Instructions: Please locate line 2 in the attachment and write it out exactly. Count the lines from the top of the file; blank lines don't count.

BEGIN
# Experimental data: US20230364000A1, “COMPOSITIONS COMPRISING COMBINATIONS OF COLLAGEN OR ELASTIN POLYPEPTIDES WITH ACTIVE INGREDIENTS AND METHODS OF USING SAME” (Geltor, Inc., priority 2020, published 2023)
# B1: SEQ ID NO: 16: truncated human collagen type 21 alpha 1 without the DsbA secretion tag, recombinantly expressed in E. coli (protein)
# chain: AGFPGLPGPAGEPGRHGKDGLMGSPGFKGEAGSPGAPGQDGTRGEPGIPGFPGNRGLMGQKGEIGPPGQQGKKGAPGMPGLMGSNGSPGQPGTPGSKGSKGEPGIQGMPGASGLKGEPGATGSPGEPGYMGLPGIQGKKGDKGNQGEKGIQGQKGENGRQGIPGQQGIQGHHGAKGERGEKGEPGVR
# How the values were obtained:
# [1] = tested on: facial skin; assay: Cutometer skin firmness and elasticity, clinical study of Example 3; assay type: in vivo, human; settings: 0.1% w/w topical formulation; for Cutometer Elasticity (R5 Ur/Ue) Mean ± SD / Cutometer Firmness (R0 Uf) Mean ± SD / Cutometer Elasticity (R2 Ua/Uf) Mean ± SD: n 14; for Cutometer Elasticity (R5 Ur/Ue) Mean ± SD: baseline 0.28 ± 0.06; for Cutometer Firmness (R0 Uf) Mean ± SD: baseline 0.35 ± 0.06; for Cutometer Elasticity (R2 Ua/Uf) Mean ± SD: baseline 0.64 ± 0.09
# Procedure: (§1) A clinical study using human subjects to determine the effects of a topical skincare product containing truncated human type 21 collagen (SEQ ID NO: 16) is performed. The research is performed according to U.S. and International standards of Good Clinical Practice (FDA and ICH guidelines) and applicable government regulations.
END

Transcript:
# B1: SEQ ID NO: 16: truncated human collagen type 21 alpha 1 without the DsbA secretion tag, recombinantly expressed in E. coli (protein)